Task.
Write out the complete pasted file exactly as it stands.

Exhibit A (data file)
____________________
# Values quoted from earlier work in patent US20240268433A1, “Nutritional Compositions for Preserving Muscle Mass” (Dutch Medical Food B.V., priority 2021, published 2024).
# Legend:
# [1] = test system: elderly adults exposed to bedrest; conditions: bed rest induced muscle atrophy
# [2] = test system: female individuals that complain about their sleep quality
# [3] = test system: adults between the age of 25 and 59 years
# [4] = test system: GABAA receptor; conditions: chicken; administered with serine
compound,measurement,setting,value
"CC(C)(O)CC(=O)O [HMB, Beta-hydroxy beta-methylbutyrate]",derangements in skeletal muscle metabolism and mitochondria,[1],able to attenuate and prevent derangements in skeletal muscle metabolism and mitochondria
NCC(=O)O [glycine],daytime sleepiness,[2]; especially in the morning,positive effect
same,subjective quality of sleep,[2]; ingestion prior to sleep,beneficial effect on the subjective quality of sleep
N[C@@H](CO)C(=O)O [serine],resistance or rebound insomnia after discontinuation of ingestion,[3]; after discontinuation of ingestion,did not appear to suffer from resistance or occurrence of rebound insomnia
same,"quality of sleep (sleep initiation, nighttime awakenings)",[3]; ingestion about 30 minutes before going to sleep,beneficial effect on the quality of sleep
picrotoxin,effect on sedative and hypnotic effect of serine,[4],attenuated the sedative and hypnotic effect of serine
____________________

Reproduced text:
# Values quoted from earlier work in patent US20240268433A1, “Nutritional Compositions for Preserving Muscle Mass” (Dutch Medical Food B.V., priority 2021, published 2024).
# Legend:
# [1] = test system: elderly adults exposed to bedrest; conditions: bed rest induced muscle atrophy
# [2] = test system: female individuals that complain about their sleep quality
# [3] = test system: adults between the age of 25 and 59 years
# [4] = test system: GABAA receptor; conditions: chicken; administered with serine
compound,measurement,setting,value
"CC(C)(O)CC(=O)O [HMB, Beta-hydroxy beta-methylbutyrate]",derangements in skeletal muscle metabolism and mitochondria,[1],able to attenuate and prevent derangements in skeletal muscle metabolism and mitochondria
NCC(=O)O [glycine],daytime sleepiness,[2]; especially in the morning,positive effect
same,subjective quality of sleep,[2]; ingestion prior to sleep,beneficial effect on the subjective quality of sleep
N[C@@H](CO)C(=O)O [serine],resistance or rebound insomnia after discontinuation of ingestion,[3]; after discontinuation of ingestion,did not appear to suffer from resistance or occurrence of rebound insomnia
same,"quality of sleep (sleep initiation, nighttime awakenings)",[3]; ingestion about 30 minutes before going to sleep,beneficial effect on the quality of sleep
picrotoxin,effect on sedative and hypnotic effect of serine,[4],attenuated the sedative and hypnotic effect of serine